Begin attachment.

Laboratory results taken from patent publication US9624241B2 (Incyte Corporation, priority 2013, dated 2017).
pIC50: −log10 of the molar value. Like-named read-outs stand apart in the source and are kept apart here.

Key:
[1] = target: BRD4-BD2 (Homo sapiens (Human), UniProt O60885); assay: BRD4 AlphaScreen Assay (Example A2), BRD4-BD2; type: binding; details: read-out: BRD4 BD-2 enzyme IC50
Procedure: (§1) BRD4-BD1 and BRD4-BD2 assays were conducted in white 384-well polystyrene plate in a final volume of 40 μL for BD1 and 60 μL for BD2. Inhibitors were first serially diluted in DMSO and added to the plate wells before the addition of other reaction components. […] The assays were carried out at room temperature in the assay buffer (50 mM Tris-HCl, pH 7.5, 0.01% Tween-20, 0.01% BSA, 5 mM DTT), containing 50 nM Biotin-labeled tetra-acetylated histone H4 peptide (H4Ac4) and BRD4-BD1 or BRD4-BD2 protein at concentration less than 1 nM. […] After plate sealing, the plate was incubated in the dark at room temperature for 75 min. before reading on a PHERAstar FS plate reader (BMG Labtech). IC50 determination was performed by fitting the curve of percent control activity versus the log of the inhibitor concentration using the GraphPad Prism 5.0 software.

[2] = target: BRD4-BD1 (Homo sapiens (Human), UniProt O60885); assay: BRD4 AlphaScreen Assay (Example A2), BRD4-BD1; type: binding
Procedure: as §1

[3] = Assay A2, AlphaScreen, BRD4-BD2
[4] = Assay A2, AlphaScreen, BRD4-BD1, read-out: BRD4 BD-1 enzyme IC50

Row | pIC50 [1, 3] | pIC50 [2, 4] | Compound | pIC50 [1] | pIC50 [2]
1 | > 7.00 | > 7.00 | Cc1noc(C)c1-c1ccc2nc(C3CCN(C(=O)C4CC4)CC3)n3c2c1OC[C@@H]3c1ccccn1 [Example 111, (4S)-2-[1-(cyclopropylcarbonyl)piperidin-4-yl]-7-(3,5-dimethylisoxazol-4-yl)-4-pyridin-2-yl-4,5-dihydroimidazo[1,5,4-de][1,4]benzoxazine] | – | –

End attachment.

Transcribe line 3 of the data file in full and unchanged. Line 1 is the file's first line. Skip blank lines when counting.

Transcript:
Key: